“Every stone has a story,” says Murray Biggar as he walks through Riverside Cemetery.
Buried there are people of prominence – politicians, businessmen, preachers. They have monuments that tower high.
But resting here are also people who passed away without fanfare. A common grave holds the remains of more than 120 “butter box babies” as they’re often referred to. These are the infants of mothers who conceived out of wedlock whose babies died either in childbirth or shortly after.
William Graham loves this cemetery which lies along the East River on Trenton Road and has stones that date back to the 1700s. His father, grandfather and a host of other ancestors are buried here, which is why every year he tries to get back to visit the graveyard.
He’s made a point of doing what he can to help fix up around his family’s stones, but says it’s disheartening to see stones belonging to other families that have fallen over or broken.
Biggar is a trustee on the Riverside Cemetery Company and said while the cemetery board is able to take care of the grounds, the responsibility of maintaining the stones rests with the families of the deceased.
The problem is though that often family members or descendants are hard to track down or simply don’t exist.
With so many stones tilting or fallen, he said, it’d be too much for the cemetery fund to cover.
“Just the headstones here alone we’re talking well in excess of $100,000 to straighten them up and pick up the ones that are down.”
To pick and choose ones to fix also doesn’t seem fair he said.
Another frustration for Biggar is acts of vandalism that he sees on a regular basis. People will party in the cemetery sometimes and it’s not uncommon to come by and see stones lying on the ground. He’s spent many nights patrolling to see if he can catch culprits in the act.
Other stones fall over naturally with the heave and shifting of ground. Some currently at the cemetery stand at a precarious angle and Biggar warned those helping with the spring cleanup not to get too close when they’re mowing in case one should topple on them.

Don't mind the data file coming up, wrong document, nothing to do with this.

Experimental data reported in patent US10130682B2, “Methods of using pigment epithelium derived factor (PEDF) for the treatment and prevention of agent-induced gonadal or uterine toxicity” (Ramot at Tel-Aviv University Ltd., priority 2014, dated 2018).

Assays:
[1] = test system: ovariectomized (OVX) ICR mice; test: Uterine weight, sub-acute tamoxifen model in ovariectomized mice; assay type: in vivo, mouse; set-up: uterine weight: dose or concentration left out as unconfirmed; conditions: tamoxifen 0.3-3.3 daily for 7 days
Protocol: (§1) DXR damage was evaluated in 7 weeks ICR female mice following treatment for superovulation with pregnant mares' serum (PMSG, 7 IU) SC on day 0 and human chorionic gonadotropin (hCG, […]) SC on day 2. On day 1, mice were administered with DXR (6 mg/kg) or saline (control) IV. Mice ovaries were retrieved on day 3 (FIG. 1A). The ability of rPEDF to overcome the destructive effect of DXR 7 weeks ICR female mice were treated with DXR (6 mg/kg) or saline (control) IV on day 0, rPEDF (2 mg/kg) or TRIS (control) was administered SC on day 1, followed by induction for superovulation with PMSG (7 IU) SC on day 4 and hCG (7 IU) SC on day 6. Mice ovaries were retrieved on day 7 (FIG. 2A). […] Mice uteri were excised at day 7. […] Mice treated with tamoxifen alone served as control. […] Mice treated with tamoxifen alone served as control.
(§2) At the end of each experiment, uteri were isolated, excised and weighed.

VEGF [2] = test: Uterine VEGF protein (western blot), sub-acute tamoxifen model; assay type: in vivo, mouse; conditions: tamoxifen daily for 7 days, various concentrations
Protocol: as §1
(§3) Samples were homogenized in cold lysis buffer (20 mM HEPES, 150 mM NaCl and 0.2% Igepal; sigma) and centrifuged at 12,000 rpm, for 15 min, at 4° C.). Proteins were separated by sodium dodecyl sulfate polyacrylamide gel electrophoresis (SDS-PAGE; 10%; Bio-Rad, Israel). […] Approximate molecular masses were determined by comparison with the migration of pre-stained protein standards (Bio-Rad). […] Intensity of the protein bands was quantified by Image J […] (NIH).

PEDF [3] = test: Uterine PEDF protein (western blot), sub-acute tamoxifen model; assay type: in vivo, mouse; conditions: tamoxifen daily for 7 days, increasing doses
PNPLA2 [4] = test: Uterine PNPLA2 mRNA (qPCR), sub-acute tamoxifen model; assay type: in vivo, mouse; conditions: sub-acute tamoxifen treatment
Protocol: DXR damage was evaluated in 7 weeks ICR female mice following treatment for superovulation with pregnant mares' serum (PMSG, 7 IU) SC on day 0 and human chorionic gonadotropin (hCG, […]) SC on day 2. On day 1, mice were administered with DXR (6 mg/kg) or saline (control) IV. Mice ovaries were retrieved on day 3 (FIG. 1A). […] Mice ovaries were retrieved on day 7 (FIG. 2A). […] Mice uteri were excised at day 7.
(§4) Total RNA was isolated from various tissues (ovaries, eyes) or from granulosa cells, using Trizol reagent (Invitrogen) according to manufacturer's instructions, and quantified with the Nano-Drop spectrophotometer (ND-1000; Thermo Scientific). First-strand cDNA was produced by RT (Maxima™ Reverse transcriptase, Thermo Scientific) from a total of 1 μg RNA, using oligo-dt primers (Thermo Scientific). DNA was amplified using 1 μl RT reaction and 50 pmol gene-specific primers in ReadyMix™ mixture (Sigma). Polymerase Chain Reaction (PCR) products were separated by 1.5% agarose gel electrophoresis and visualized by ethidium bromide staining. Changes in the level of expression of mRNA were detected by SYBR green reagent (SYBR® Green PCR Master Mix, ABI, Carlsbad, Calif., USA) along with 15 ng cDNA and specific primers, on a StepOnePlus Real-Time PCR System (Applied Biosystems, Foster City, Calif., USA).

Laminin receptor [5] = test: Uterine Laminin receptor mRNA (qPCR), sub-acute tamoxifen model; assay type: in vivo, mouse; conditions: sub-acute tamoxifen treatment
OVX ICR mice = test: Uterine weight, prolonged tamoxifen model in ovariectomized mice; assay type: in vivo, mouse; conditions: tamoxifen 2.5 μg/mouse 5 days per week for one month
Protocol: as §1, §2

Further complicating upkeep efforts is the fact that it’s hard to get machinery into a cemetery laid out in the days of horse and buggy. In one corner for instance there’s a large branch broken and hanging, but Biggar can’t find anyone to come in and cut it down because they can’t get a truck into it and it’s higher than the ladders they have.
“To get any equipment in here is next to impossible because all these trenches are for horses and sleds and carriages,” he said.
Graham is an optimistic person, though, and believes that if you ask people, often they’re just waiting to help. He hopes that people will take a renewed interest in this place of history and that people who have family members buried there may take the time to make sure their ancestor’s graves are maintained.
“I think we need a campaign of asking people, ‘What can you do to help?’” he said.
He’s sure that if individuals, companies and community groups all took a renewed interest, they could make a real change.
He suggests that a walking trail could be put through the cemetery with a guide to tell about the people buried there.
Every stone has a story after all.